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New MrbMiner malware has contaminated 1000’s of MSSQL databases

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MSSQL Microsoft SQL Server
Picture: Caroline Grondin, Microsoft, ZDNet

A brand new malware gang has made a reputation for itself over the previous few months by hacking into Microsoft SQL Servers (MSSQL) and putting in a crypto-miner.

Hundreds of MSSQL databases have been contaminated to this point, in accordance with the cybersecurity arm of Chinese language tech big Tencent.

In a report printed earlier this month, Tencent Safety has named this new malware gang MrbMiner, after one of many domains utilized by the group to host their malware.

The Chinese language firm says the botnet has solely unfold by scanning the web for MSSQL servers after which performing brute-force assaults by repeatedly attempting the admin account with numerous weak passwords.

As soon as the attackers gained a foothold on a system, they downloaded an preliminary assm.exe file, which they used to determine a (re)boot persistence mechanism and so as to add a backdoor account for future entry. Tencent says this account makes use of the username “Default” and a password of “@fg125kjnhn987.”

The final step of the an infection course of was to hook up with the command and management server and obtain an app that mines the Monero (XMR) cryptocurrency by abusing native server assets and producing XMR cash into accounts managed by the attackers.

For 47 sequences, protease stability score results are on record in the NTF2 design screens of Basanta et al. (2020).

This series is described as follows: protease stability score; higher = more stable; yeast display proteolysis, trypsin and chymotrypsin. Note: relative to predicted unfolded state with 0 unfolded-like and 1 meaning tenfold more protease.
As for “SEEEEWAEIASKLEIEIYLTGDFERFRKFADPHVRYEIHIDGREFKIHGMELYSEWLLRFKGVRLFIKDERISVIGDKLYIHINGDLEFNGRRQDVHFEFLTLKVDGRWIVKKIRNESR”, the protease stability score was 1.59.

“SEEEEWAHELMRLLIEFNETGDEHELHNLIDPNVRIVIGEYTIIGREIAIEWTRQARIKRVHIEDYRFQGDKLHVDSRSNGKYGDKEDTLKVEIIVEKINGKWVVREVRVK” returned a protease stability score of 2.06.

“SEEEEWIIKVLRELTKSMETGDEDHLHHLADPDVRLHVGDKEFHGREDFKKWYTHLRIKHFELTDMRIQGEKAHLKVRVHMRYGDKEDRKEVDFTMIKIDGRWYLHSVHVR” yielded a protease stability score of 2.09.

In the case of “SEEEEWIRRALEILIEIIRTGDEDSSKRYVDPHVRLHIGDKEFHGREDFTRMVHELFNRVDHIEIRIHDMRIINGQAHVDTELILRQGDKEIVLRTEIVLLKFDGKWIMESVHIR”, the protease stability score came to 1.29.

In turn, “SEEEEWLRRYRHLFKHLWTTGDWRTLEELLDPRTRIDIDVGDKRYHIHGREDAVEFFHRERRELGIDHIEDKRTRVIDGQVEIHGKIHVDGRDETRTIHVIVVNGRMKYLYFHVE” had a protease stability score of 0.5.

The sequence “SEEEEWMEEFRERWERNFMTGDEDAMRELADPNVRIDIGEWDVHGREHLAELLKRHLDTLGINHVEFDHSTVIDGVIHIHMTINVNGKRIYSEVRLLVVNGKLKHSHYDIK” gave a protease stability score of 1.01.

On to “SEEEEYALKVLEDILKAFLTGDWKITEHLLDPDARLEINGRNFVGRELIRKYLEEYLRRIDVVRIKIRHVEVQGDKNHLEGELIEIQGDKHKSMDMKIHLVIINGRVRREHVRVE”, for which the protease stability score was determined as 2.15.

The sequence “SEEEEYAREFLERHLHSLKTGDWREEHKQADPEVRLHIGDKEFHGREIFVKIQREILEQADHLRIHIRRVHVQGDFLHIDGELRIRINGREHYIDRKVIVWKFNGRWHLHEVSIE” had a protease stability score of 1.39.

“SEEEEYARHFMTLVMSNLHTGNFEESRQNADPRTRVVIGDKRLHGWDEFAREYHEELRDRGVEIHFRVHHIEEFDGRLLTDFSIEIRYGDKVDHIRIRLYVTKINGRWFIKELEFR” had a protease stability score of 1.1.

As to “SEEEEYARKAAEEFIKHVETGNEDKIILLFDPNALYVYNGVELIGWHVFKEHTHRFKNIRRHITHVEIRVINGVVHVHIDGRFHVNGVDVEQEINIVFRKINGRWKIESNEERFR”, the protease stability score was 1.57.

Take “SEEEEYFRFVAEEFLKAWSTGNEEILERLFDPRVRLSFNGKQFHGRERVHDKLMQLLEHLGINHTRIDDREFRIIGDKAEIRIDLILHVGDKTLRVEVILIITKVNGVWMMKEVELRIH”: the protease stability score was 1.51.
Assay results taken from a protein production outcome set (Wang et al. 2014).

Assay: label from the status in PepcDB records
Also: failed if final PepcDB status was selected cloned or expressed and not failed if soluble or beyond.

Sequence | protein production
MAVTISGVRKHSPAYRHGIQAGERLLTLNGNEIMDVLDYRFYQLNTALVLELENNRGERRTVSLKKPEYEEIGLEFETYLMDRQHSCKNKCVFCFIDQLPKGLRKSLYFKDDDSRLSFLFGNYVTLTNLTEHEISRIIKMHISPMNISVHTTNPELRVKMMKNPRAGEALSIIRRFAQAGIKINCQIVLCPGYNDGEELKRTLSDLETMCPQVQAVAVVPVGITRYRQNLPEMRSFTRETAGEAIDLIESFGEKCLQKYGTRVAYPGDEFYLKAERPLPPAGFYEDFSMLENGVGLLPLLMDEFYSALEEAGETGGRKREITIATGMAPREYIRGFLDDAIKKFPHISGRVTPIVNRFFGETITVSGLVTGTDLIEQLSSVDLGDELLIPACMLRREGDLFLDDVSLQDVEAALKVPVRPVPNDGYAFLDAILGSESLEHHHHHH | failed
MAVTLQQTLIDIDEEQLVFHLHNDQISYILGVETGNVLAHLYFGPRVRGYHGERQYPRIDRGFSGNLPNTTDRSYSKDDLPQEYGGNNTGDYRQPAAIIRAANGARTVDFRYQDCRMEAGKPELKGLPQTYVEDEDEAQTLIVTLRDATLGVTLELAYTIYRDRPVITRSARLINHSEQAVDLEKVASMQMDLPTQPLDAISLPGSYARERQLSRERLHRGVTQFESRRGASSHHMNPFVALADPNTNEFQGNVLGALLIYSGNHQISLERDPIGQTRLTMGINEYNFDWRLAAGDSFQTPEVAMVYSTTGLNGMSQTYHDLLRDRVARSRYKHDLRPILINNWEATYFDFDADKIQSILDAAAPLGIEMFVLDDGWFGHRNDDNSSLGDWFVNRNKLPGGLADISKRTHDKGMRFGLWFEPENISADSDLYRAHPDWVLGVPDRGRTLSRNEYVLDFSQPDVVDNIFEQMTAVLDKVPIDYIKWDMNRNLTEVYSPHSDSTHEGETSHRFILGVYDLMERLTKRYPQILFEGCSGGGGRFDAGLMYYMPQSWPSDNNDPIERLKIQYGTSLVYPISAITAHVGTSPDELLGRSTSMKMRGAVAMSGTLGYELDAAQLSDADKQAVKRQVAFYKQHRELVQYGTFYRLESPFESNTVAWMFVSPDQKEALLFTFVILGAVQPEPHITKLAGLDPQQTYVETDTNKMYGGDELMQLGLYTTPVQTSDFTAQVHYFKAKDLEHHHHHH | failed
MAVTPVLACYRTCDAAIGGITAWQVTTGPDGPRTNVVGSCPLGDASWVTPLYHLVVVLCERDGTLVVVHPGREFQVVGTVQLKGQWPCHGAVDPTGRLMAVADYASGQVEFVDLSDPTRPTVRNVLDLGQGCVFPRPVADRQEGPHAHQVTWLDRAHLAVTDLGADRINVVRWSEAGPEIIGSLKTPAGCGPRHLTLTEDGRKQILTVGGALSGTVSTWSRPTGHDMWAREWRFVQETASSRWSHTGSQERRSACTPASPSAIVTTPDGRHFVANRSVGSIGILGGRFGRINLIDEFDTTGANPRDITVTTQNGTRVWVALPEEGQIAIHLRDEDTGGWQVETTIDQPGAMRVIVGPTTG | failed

Linux and ARM variants additionally found

Tencent Safety says that whereas they noticed solely infections on MSSQL servers, the MrbMiner C&C server additionally contained variations of the group’s malware written to focus on Linux servers and ARM-based programs.

After analyzing the Linux model of the MrbMiner malware, Tencent consultants stated they recognized a Monero pockets the place the malware generated funds.

The tackle contained 3.38 XMR (~$300), suggesting that the Linux variations had been additionally being actively distributed, though particulars about these assaults stay unknown for now.

The Monero pockets used for the MbrMiner model deployed on MSSQL servers saved 7 XMR (~$630). Whereas the 2 sums are small, crypto-mining gangs are recognized to make use of a number of wallets for his or her operations, and the group has more than likely generated a lot bigger income.

For now, what system directors must do is to scan their MSSQL servers for the presence of the Default/@fg125kjnhn987 backdoor account. In case they discover programs with this account configured, full community audits are advisable.

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